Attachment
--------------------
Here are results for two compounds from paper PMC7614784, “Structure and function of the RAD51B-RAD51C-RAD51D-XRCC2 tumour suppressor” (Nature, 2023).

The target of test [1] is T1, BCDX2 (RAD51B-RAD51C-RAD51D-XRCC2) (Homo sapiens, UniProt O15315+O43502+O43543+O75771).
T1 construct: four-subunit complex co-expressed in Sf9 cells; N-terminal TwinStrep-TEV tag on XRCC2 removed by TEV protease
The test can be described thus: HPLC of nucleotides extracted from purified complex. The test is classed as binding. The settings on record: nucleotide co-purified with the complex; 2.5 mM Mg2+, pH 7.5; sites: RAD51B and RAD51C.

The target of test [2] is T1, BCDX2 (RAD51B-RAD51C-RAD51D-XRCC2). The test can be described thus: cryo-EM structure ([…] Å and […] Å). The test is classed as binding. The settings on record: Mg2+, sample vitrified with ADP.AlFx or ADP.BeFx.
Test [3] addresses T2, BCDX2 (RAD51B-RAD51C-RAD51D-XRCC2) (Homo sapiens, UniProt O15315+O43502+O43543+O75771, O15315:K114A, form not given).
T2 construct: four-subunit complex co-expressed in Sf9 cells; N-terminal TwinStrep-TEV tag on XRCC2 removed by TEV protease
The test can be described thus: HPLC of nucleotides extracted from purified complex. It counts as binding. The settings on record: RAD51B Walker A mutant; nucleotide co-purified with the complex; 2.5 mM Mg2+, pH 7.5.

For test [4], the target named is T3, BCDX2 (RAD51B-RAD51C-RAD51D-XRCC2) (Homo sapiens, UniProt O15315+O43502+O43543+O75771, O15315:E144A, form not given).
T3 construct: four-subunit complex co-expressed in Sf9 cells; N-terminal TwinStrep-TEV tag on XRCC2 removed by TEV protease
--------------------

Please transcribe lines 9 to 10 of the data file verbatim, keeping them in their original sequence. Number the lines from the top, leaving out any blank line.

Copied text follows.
For test [4], the target named is T3, BCDX2 (RAD51B-RAD51C-RAD51D-XRCC2) (Homo sapiens, UniProt O15315+O43502+O43543+O75771, O15315:E144A, form not given).
T3 construct: four-subunit complex co-expressed in Sf9 cells; N-terminal TwinStrep-TEV tag on XRCC2 removed by TEV protease